Dr. Batchelor

Wayne Batchelor, MD, is Director of Interventional Cardiology and Interventional Cardiology Research at the Inova Heart and Vascular Institute. His outpatient practice is based at the Inova Cardiology Fairfax office. He is board-certified in cardiovascular disease with added qualifications in interventional cardiology.

Tricuspid valve regurgitation is a relatively common problem. Millions of Americans have the condition, which is caused by a leaky heart valve known as the tricuspid valve. But unlike problems in other valves, there have been few treatment options for faulty tricuspid valves.

That may be changing. The Inova Heart and Vascular Institute is participating in a clinical trial to test a new minimally invasive treatment for tricuspid regurgitation — a promising potential treatment that could be a major step forward in treating this disorder.

What is Tricuspid Valve Regurgitation?

The tricuspid valve is located on the right side of the heart. In a healthy heart, the valve prevents blood from leaking back into the heart’s right atrium. This causes the right side of the heart to work harder, and causes symptoms such as:

  • Fatigue
  • Shortness of breath
  • Swelling in the legs and feet
  • Kidney abnormalities
  • Enlarged liver

Without treatment, tricuspid regurgitation can significantly interfere with quality of life, and eventually lead to right heart failure.

Triluminate: New Treatment for Tricuspid Regurgitation

Tricuspid regurgitation is challenging to treat. Medications can control symptoms such as swelling. The only real option to repair the leaky valve has traditionally been open-heart surgery. Unfortunately, that option is too risky for many patients with tricuspid regurgitation, who tend to be older and often have other health problems.

That’s why this study, known as the Triluminate Pivotal trial, is so promising. The study will test a new, minimally invasive procedure to repair the tricuspid valve. Using a catheter inserted into blood vessels in the groin, we maneuver special clips into the heart and place them in the valve to close the leak.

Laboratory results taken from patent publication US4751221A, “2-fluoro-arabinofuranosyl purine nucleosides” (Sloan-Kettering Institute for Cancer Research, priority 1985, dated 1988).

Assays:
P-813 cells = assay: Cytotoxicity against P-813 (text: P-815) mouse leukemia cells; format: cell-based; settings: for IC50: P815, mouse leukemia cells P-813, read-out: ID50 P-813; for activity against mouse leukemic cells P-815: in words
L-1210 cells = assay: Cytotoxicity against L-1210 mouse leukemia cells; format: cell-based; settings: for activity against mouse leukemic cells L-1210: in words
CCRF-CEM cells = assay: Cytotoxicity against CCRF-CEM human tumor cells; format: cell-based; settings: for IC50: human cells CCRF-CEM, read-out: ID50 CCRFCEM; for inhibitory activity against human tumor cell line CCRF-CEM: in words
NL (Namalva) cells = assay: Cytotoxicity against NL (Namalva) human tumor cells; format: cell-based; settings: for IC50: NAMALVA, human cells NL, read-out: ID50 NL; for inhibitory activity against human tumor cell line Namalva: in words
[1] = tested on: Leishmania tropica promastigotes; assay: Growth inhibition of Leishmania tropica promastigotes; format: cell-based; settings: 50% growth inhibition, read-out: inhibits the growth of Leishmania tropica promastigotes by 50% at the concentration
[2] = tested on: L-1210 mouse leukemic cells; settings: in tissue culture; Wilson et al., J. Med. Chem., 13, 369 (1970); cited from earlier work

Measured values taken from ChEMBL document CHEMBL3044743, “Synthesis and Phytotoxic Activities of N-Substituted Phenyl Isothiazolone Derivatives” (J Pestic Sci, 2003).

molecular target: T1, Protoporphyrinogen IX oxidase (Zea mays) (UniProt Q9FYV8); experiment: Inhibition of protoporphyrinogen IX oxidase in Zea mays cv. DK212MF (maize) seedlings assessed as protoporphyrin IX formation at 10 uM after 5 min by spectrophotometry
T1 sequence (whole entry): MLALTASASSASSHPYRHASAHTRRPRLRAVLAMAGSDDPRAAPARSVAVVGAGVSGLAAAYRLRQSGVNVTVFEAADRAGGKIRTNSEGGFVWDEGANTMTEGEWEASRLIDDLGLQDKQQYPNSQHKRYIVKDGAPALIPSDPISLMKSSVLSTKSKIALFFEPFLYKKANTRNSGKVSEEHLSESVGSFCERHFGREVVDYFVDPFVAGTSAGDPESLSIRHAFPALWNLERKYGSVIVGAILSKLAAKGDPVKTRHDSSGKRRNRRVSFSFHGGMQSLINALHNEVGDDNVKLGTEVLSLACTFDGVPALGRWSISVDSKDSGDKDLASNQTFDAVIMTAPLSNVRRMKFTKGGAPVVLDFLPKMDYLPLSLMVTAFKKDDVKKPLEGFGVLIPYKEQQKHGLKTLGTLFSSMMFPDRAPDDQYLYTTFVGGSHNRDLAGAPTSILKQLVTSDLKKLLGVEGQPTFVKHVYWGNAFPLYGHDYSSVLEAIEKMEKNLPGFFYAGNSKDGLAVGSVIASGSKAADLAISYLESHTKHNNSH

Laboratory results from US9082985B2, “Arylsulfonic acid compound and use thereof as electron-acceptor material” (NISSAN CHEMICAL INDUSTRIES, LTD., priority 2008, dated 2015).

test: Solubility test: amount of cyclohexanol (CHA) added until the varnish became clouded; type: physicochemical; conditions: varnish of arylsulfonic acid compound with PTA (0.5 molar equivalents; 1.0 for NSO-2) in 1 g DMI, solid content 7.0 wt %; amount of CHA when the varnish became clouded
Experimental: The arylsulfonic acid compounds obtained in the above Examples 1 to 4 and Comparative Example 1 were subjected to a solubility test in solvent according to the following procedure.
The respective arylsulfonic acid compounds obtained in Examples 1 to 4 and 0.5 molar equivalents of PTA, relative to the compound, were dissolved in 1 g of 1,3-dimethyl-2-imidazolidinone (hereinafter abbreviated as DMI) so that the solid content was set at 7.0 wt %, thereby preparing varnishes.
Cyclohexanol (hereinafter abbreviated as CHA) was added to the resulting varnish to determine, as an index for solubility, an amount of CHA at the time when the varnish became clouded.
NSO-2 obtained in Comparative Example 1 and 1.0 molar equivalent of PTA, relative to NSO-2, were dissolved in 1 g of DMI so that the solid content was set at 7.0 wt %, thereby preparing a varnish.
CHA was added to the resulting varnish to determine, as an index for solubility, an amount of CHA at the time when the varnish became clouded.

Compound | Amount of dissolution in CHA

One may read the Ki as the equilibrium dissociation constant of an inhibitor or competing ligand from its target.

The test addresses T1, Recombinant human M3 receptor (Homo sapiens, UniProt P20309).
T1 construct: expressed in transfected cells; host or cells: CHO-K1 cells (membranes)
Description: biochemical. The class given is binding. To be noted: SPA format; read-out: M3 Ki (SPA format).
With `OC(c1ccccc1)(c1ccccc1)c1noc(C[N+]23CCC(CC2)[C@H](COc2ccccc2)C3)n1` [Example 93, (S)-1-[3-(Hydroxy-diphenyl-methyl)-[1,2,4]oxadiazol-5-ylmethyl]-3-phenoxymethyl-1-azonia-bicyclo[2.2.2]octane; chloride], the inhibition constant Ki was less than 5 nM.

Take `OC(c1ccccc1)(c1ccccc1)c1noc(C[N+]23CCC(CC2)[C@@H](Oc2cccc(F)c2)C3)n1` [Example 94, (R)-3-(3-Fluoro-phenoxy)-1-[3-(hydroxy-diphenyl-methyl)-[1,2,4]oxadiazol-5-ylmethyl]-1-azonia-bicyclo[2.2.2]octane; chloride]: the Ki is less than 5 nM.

There is a similar procedure for repairing leaks in the mitral valve. But such an option hasn’t been available for the tricuspid valve. One reason for that is that the tricuspid valve has more leaflets, or flaps, making it more challenging to place the clips. Another is that its location makes it harder to get clear images of the valve. And to place the clips in the right location, good imaging is crucial.

Thanks to new imaging techniques and new devices, we’re finally able to test a nonsurgical option for treating this disease.

Leaders in Heart Valve Disease Treatment

Inova is one of the hospitals at the forefront of the Triluminate Pivotal trial, and the only center in northern Virginia with access to this new technology. Along with other health systems across the country, we will be evaluating patients to determine whether they might be good candidates for the procedure. Those who are selected will be randomly assigned to either undergo the procedure or receive medication as usual. We hope to demonstrate that the procedure is safe and effective for treating tricuspid regurgitation. 

So far, the procedure appears to be quite safe. The Structural Heart team are experts in repairing and replacing all types of heart valves, and we’re well prepared to adapt to this new procedure. But our participation in the study wouldn’t be possible without the strong multidisciplinary team at Inova. This procedure requires experts in heart failure, imaging, cardiothoracic surgery and interventional cardiology, as well as skilled nurses, advanced practice providers and others experienced in structural heart disease. The breadth and depth of knowledge and teamwork at the Inova Heart and Vascular Institute makes it possible for us to offer this exciting new treatment.  And we’re excited to participate in a study that will help us continue to be leaders in innovation while providing the best care for patients.

Learn more about the full scope of Inova’s Structural Heart Disease Program.

Leave a Comment